How? It really isn't that difficult. All the Titans need to do is abandon the Eddie George-Steve McNair power offense that they don't have the personnel for, and switch to a scheme that they DO have the personnel for: more of a spread style offense. Go with 3 WRs or 2 TEs (not that it matters because other than Kenny Britt, none of the WRs or TEs are particularly good) and spread the field. Incorporate the shotgun to give Young a better view of the field, and to give those WRs more time to get open, and to give Nate Washington (who really doesn't like contact) more space to operate. That would get those defenders out of the box and Johnson more room to run.

This isn't to say that the Titans should become the Colts, Saints or Patriots. Vince Young isn't that type of QB, and more important the Titans don't have their WRs. (Anyone think that Randy Moss and Wes Welker or Reggie Wayne and Dallas Clark or Andre Johnson and Andrew Walter or Marques Colston, Devery Henderson and Lance Moore instead of Justin Gage, Bo Scaife and Nate Washington wouldn't make Vince Young a much better QB? Anyone? Bueller? Anyone?) They can throw the ball 25 times a game (really, this doing their level best to humiliate Young by only allowing him to throw it 15-18 times has to stop ... like we don't remember that Young went threw a stretch where he had 41, 41, 31 and 31 attempts in 4 straight games in 2007, and this was with Roydell Williams, Eric Moulds and Brandon Jones catching the ball!) with a lot of short passes and slants with the occasional deep throw to Nate Washington mixed in to keep defenses honest.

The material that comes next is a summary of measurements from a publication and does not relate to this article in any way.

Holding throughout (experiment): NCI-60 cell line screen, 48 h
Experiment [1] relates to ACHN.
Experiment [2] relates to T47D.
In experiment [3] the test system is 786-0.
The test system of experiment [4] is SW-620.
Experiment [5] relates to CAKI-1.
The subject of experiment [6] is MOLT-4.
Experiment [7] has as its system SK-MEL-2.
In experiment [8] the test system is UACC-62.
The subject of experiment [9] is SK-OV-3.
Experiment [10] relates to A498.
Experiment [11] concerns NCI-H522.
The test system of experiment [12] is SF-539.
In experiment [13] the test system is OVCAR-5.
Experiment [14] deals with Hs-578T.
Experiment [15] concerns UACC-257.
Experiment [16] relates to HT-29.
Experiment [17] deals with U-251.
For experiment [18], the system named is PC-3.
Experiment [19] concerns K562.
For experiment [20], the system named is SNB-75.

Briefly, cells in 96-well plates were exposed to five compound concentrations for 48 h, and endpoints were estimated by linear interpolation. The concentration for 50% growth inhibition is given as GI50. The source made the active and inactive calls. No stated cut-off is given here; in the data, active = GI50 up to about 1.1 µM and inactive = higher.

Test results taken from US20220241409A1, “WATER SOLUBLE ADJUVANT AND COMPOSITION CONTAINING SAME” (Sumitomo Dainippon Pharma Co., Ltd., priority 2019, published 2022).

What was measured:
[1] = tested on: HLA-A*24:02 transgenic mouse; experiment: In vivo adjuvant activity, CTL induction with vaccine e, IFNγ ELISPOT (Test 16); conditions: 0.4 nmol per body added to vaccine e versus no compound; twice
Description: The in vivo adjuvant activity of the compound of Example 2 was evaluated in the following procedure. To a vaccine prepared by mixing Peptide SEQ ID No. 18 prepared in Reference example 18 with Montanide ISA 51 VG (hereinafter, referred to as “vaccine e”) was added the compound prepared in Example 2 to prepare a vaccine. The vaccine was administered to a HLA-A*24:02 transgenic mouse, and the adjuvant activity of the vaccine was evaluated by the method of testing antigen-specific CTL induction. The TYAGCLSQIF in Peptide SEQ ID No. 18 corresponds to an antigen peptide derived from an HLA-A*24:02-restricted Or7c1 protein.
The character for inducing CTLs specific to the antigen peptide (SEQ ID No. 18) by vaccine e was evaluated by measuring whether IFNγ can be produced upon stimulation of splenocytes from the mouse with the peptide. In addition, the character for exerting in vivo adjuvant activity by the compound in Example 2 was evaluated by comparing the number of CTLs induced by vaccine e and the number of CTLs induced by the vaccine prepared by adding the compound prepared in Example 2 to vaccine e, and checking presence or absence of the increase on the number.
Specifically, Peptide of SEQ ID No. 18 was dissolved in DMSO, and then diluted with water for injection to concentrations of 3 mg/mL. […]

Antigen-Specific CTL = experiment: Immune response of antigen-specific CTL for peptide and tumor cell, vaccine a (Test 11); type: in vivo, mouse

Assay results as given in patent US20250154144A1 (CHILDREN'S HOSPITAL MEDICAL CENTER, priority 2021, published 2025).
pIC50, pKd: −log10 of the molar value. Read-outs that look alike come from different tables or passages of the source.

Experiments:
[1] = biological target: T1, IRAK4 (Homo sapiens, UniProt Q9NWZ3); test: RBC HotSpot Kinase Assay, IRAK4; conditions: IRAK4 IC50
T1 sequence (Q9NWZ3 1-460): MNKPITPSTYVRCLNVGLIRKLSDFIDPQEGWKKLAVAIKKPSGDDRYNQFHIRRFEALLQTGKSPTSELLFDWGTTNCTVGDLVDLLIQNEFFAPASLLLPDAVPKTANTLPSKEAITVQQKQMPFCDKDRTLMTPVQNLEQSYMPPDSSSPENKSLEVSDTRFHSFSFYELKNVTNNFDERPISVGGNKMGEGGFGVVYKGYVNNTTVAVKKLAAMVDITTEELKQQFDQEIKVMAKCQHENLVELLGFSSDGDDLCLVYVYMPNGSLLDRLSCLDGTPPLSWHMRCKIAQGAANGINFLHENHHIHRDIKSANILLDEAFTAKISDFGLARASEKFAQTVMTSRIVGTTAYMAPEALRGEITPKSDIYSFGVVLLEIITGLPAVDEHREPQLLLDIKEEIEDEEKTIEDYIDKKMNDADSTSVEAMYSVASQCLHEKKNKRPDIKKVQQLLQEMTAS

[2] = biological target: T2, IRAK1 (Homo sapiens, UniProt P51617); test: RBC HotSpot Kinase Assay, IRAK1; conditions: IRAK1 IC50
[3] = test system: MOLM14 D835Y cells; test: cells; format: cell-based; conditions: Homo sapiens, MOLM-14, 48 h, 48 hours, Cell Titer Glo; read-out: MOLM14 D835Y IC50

Sound familiar? It should. The 2 TE offense was used to get the Titans to the 1999 Super Bowl with Frank Wycheck and Jackie Harris. Now Scaife and Cook are no Wycheck and Harris, but they are all the Titans have. Also, going with a lot of 3 WR looks was what got the Titans to the playoffs in 2002 and 2003. They don't have any WR as good as Derrick Mason (although Britt has the potential to be), but they have guys who can be as good as Justin McCareins and Drew Bennett (neither of whom did squat when they left Nashville and were no longer playing with McNair) or better. 

But realize that the point of doing this isn't to have a passing game that produces 4000 yards and 30 TDs. The point is to get Chris Johnson going again. With Johnson running for 150 yards a game (or even better, with Johnson and Ringer combining for 200 rushing yards a game) they don't need a passing game like the Patriots, Colts and Broncos have. If Fisher can just get past his "I wanted Matt Leinart in 2006, and had we gotten him Norm Chow and I would have developed him and things would be great but now I am stuck with Vince Young!" temper tantrums, it would happen, and the result would be a Titans' team that competes for the playoffs, possibly makes it, and even wins a game or two.

But if that happens, Vince Young gets his long-term deal, and Jeff Fisher is stuck with him. Basically it comes down to what Jeff Fisher wants more. Does he want to win? Or does he want to get rid of Vince Young? The irony is that most of the success that the Titans have would be credited to Chris Johnson and the defense anyway, and Fisher would get credit for drafting Chris Johnson when everyone else had the guy rated as a 3rd round pick, and would naturally get credit for the great defense. People would see Young as a passenger with Fisher and Johnson being seen as the pilot and co-pilot. But hey, when you are dead set on running a guy out of town, I guess logic doesn't matter much?